And let's talk about the city of the dead. This is an interesting idea: a city (just the one) like a cosmic waiting room where the dead go after their bodies have died but they are still half-alive in the memories of the people they knew on earth. It makes sense that these recently departed still have attachments to their earthly selves--their jobs, their hobbies, the idea that they need to eat, and so on. This idea inevitably led to some obvious holes in the conceptualization of the city--holes that I at first took to be intriguing intellectual puzzles, but with which I became increasingly frustrated as either they remained unresolved or they were resolved in a way that only let to more puzzles.
For instance, take the concept of money. At first I thought that there was no money in the city and everything operated on the Utopian ideal of plenty-for-all. But toward the middle of the book, there is a scene where a woman throws coins at another resident of the city because she thought he was begging. Aha! Money after all! But then: why? Why is there money? Where does it come from? What does it represent--is there a ghostly Fort Knox somewhere? How do people get it? Are there banks?
And where does the 'stuff' come from? Who makes the coins and where does the metal come from? Where do things like paper come from--paper to print the newspapers and book all the dead are reading? Where does the food come from? Are there fields being harvested somewhere in the land of the dead, somewhere off-screen? Or does food appear by magic in the larders of the restaurants and kitchens of the city? Maybe when the living back on earth think about food, food also appears in the land of the dead--spirit food! And do the dead actually need to eat anyway, or is it just force of habit?
At one point, one of the characters notices that the trash hasn't been picked up yet, which immediately made me wonder, "Who is choosing to spend their afterlife as a trash collector?" Maybe the dead don't get a choice. Maybe they automatically just do what they were doing when they died--whether they were a child or a retired person or a stockbroker. Maybe the whole technical operation of the city relies on the fact that people of all ages die and therefore the city of the dead has enough diversity to sustain all its functions.
The further I got into the book, the more these kinds of questions bugged me and distracted me from the story. I'll grant you that Brockmeier MAY have left these kinds of details intentionally ambiguous in an attempt to draw attention to the fact that we in the land of the living don't always have a good idea of where our goods come from and we often treat them as if they appeared by magic. That's possible. But I think not.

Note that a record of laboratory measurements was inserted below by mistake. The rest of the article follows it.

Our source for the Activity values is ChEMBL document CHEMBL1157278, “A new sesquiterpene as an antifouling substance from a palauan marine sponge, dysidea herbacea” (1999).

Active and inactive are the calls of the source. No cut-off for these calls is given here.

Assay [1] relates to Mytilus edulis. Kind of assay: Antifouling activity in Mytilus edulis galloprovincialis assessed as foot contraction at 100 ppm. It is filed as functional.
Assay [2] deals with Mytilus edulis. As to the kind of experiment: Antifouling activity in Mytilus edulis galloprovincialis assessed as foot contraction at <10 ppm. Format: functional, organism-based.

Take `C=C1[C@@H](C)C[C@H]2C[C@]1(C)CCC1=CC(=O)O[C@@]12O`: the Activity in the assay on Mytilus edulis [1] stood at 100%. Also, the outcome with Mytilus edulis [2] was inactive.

But just as with my suspicion with the title, my gut feeling is that Brockmeier got lazy. I don't think that Brockmeier knew the answers to these ambiguities and inconsistencies any more than the reader does. As any writer worth his or her salt knows, the writer needs to know every last detail of their story down to the color of Timmy's shoelaces and how many stoplights Mr. Jones passes on his way to work. If the author is completely conscious of the world and characters he or she is describing, the necessary details will naturally float to the top and the reader will be able to fill in the rest of the blanks on his or her own. These small details of shoelaces and stoplights may never make it into the final story; but it's the fact that the author has them firmly in mind as he or she is writing that deepens the story the same way a dash of secret spice will deepen the flavor of chili and make it a better stew without anyone being the wiser. Brockmeier clearly knew Laura Byrd's character inside and out, so why didn't he apply the same level of craft to the city of the dead?
Intended or otherwise, The History of the Dead only manages a superficial, if highly entertaining, look into some of humankind's deepest questions. It's this lack of depth that ultimately keeps an otherwise well-written and well-conceived book solidly in the camp of whimsical science fiction and prevents it from becoming anything more than an interesting philosophical jaunt.
Final Recommendation: Worth the read
Good Read For When You're: Waiting at the airport, on vacation, or sick on the couch looking for good distraction.
Good Choice For: Science fiction fans, precocious teenagers, and philosophy majors thinking of switching to creative writing. Oh, and book groups. This is a bone fide book group read if I ever read one.
If You Liked This Book, You Might Also Like: Eva Moves the Furniture by Margot Livesay
Saturday, December 23, 2006
The Brief History of the Dead